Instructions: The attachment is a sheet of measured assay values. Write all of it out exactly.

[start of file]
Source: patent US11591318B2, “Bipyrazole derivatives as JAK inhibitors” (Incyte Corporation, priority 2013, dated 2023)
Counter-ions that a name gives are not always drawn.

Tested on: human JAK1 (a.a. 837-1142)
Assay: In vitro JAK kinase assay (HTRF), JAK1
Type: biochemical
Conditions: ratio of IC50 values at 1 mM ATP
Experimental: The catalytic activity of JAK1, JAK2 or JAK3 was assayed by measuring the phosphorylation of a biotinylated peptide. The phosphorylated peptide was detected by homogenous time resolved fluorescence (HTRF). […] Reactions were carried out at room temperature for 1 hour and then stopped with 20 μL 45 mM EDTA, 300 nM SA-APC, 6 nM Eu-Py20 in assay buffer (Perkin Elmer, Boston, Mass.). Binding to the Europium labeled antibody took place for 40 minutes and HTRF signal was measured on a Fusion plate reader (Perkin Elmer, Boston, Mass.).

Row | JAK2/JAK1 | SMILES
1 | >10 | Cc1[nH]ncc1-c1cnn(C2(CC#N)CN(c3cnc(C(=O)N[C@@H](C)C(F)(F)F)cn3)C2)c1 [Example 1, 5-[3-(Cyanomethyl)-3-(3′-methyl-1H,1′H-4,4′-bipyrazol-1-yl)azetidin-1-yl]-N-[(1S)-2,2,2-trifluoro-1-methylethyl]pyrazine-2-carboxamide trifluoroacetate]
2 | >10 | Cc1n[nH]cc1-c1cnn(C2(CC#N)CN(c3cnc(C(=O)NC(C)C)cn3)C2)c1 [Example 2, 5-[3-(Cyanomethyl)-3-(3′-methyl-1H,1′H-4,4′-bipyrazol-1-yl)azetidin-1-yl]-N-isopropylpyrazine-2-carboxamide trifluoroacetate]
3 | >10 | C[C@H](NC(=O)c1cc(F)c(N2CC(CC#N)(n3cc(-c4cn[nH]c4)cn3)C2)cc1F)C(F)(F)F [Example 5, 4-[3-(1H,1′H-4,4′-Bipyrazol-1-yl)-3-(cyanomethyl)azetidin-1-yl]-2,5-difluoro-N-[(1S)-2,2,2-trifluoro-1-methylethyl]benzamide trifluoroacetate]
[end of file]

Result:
Source: patent US11591318B2, “Bipyrazole derivatives as JAK inhibitors” (Incyte Corporation, priority 2013, dated 2023)
Counter-ions that a name gives are not always drawn.

Tested on: human JAK1 (a.a. 837-1142)
Assay: In vitro JAK kinase assay (HTRF), JAK1
Type: biochemical
Conditions: ratio of IC50 values at 1 mM ATP
Experimental: The catalytic activity of JAK1, JAK2 or JAK3 was assayed by measuring the phosphorylation of a biotinylated peptide. The phosphorylated peptide was detected by homogenous time resolved fluorescence (HTRF). […] Reactions were carried out at room temperature for 1 hour and then stopped with 20 μL 45 mM EDTA, 300 nM SA-APC, 6 nM Eu-Py20 in assay buffer (Perkin Elmer, Boston, Mass.). Binding to the Europium labeled antibody took place for 40 minutes and HTRF signal was measured on a Fusion plate reader (Perkin Elmer, Boston, Mass.).

Row | JAK2/JAK1 | SMILES
1 | >10 | Cc1[nH]ncc1-c1cnn(C2(CC#N)CN(c3cnc(C(=O)N[C@@H](C)C(F)(F)F)cn3)C2)c1 [Example 1, 5-[3-(Cyanomethyl)-3-(3′-methyl-1H,1′H-4,4′-bipyrazol-1-yl)azetidin-1-yl]-N-[(1S)-2,2,2-trifluoro-1-methylethyl]pyrazine-2-carboxamide trifluoroacetate]
2 | >10 | Cc1n[nH]cc1-c1cnn(C2(CC#N)CN(c3cnc(C(=O)NC(C)C)cn3)C2)c1 [Example 2, 5-[3-(Cyanomethyl)-3-(3′-methyl-1H,1′H-4,4′-bipyrazol-1-yl)azetidin-1-yl]-N-isopropylpyrazine-2-carboxamide trifluoroacetate]
3 | >10 | C[C@H](NC(=O)c1cc(F)c(N2CC(CC#N)(n3cc(-c4cn[nH]c4)cn3)C2)cc1F)C(F)(F)F [Example 5, 4-[3-(1H,1′H-4,4′-Bipyrazol-1-yl)-3-(cyanomethyl)azetidin-1-yl]-2,5-difluoro-N-[(1S)-2,2,2-trifluoro-1-methylethyl]benzamide trifluoroacetate]